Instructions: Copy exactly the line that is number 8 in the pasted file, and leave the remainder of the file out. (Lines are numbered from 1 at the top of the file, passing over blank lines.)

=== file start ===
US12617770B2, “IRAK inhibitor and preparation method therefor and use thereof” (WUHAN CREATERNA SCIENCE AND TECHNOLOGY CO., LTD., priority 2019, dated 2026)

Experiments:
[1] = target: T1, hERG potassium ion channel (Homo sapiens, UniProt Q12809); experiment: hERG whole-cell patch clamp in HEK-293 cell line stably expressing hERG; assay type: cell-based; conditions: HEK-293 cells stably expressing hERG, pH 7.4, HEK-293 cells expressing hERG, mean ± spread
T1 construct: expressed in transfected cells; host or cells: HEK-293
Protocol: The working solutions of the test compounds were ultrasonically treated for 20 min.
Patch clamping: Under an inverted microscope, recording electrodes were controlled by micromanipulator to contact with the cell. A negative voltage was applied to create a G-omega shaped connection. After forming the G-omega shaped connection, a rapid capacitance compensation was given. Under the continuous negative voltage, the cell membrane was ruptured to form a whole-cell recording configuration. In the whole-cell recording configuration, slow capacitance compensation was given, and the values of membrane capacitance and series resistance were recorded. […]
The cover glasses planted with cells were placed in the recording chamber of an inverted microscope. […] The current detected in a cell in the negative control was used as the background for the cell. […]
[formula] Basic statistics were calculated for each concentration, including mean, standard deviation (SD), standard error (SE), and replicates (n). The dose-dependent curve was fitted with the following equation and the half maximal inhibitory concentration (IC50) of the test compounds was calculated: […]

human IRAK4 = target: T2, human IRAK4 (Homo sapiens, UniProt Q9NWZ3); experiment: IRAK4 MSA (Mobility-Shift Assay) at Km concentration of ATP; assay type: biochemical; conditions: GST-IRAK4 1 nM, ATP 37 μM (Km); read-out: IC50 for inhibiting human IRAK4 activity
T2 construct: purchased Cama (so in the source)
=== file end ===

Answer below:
[formula] Basic statistics were calculated for each concentration, including mean, standard deviation (SD), standard error (SE), and replicates (n). The dose-dependent curve was fitted with the following equation and the half maximal inhibitory concentration (IC50) of the test compounds was calculated: […]